Today work finally started on our neglected and overgrown Edwardian kitchen garden to restore it to a new Community Kitchen garden at Polesden Lacey. After three years of planning, meetings and discussions, we have made our first physical steps to reaching our goal. Seven overgrown lime trees, planted in the 1980s were removed in the Old Kitchen Garden and cleared to make room for vegetable beds and fruit trees. The local pre-school then came and had a mini-party to celebrate the start of our exciting latest project.
The three- acre site was previously the kitchen garden of Mrs Greville, the world-famous Edwardian hostess. She used it from 1908 until 1942 to produce and supply lavish food for her famous weekend parties which were regularly attended by royalty and celebrities of her time. Visitors included Edward the seventh, George V, Charlie Chaplin, Winston Churchill and the garden writer Beverley Nichols. And of course George V1 and the late Queen Mother had their honeymoon at Polesden Lacey, and would have had romantic strolls right through the kitchen garden and dined on the food produced from here. Mrs Greville’s kitchen garden also fed her household and garden staff. In 1910 there were around 180 servants so you can imagine how productive the garden had to be. Food was also sent up to her London house in Charles Street by train.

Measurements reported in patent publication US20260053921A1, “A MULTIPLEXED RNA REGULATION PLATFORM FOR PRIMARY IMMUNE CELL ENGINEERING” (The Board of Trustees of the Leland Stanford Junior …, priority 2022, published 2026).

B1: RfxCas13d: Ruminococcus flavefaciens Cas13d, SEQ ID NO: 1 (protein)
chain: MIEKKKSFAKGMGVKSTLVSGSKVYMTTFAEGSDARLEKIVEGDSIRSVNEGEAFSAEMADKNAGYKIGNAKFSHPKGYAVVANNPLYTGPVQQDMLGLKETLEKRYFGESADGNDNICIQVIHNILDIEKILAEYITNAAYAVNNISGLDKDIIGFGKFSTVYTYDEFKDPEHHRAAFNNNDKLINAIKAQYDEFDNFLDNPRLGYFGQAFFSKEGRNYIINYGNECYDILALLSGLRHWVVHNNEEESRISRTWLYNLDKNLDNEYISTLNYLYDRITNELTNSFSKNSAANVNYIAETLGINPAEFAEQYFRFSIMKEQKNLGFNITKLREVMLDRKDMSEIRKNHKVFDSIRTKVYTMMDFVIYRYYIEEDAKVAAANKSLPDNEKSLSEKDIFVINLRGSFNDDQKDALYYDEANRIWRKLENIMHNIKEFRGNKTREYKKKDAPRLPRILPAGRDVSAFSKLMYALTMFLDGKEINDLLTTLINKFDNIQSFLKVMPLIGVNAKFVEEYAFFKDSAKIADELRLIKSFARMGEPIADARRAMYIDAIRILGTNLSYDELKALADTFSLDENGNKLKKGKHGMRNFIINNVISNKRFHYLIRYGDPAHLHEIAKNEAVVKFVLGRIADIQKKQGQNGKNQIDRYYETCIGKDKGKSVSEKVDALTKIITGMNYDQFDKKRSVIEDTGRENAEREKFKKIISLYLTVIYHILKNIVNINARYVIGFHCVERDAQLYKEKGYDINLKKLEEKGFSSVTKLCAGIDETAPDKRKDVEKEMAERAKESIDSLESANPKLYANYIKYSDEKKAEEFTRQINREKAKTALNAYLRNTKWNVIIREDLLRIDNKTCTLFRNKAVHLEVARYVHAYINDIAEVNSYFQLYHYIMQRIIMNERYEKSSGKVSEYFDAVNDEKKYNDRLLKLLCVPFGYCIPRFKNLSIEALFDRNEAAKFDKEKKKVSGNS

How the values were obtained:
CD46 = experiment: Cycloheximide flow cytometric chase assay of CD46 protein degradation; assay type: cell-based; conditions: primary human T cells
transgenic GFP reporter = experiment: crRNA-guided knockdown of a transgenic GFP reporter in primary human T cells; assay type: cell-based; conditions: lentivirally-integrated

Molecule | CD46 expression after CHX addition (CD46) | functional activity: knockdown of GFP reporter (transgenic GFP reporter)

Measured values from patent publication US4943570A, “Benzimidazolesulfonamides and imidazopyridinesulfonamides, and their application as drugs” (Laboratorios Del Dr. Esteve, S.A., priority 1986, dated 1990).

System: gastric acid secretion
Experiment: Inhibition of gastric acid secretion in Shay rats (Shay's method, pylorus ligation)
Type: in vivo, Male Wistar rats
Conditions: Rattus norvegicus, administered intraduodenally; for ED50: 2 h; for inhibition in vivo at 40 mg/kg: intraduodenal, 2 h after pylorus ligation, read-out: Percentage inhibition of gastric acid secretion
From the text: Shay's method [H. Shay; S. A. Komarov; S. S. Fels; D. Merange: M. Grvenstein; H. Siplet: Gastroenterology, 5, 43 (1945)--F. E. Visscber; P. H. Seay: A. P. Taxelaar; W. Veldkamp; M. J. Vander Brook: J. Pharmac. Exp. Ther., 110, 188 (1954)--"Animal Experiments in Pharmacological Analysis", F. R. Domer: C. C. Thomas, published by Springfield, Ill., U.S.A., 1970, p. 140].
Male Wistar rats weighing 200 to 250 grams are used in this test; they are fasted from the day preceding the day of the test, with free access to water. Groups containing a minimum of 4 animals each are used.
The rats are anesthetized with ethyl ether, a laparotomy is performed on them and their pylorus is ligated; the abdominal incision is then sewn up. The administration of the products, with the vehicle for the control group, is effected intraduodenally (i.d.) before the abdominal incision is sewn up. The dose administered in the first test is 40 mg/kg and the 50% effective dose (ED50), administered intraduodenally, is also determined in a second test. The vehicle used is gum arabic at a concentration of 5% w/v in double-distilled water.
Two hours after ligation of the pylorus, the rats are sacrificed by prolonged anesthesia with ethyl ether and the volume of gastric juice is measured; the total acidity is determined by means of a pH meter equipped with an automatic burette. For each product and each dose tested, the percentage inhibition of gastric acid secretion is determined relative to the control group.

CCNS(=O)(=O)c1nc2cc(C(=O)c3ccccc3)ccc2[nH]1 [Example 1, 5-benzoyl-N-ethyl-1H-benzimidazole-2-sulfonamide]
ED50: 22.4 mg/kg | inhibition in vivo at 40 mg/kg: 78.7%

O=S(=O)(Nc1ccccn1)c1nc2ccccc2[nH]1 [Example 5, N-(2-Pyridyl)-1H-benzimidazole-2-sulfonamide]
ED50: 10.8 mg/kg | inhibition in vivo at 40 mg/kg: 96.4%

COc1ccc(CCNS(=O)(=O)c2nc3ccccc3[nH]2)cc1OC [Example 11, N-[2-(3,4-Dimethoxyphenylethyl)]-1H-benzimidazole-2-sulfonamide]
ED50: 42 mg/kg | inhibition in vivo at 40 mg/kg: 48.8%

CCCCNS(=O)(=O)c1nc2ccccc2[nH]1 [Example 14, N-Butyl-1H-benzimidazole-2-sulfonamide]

In the 1980s the site was sadly planted as a monoculture, with rows of lime trees and subsequently the site has gradually become neglected, due to lack of interest for the public. (see photo below)
A community kitchen garden will breathe life back into the site and encourage and inspire a new generation of budding gardeners and cooks. It is hoped that not only individual local volunteers will get involved but also nearby schools and societies. So far about 50 people have signed up to become a ‘Polesden Lacey community Kitchen gardener’.
This is a photo of Mrs Greville’s kitchen garden in 1929 by Churchill's wife, Vicountess Churchill.
So what is a community kitchen garden? It is an area where the community can grow their own fruit and veg alongside like-minded people. The benefits include making new friends, a supply of healthy produce and learning new skills, all in the stunning and historic setting. The amount of ‘work’ or ‘hours’ that a person puts into working on the plot, will be exchanged for fruit, veg and cut flowers produced in the garden.
The wide range of fruit and vegetables planted will increase the biodiversity and create a richer environment for wildlife. There may also be some individual allotment plots available subject to demand.